Posttraumatic Stress Disorder (PTSD) is a psychiatric illness that some people develop following a traumatic event.
Flashbacks, anger, avoidance, and intrusive thoughts commonly characterize the disorder. Although many people associate PTSD with combat veterans, anyone who has experienced trauma can develop the disorder.
An estimated 7.7 million American adults live with PTSD today. Children can also develop these symptoms. While PTSD can occur without any other mental illnesses, people with the disorder often also experience depression, anxiety, or substance addiction. Recent studies have linked traumatic brain injuries in veterans to PTSD as well.
Some people with PTSD may believe that their symptoms are permanent because of their trauma. However, there is hope. While professionals cannot take away the pain of what happened, they can make it easier to live with and help patients reduce their symptoms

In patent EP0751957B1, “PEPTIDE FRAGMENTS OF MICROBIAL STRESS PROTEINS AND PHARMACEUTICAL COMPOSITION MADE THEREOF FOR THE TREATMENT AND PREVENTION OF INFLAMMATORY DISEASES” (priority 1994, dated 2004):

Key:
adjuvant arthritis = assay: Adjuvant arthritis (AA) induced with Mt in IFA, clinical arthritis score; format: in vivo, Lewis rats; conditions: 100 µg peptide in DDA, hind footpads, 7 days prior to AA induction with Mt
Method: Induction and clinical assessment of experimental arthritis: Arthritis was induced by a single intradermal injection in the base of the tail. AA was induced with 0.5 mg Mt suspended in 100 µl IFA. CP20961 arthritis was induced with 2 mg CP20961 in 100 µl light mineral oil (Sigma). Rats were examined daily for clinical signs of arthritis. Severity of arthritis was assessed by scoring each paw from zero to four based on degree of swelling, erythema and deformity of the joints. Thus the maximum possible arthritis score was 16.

Types of PTSD
The mental health community categorizes PTSD into four distinct types, each with its own characteristics and sets of symptoms:
Avoidance: Patients avoid processing the feelings about the events or anything that could remind them of what happened
Intrusive memories: Patients experience flashbacks, nightmares, and obsessive thoughts about the events.
Changes in physical and emotional reactions: Patients present with arousal symptoms, such as always being on guard or being easily startled.
Negative changes in thinking and mood: Patients have persistent negative thoughts about themselves or the world in general. May also include problems with memory and relationships.
People with PTSD can have symptoms from one or more of these types. Different triggers tend to cause different types of PTSD.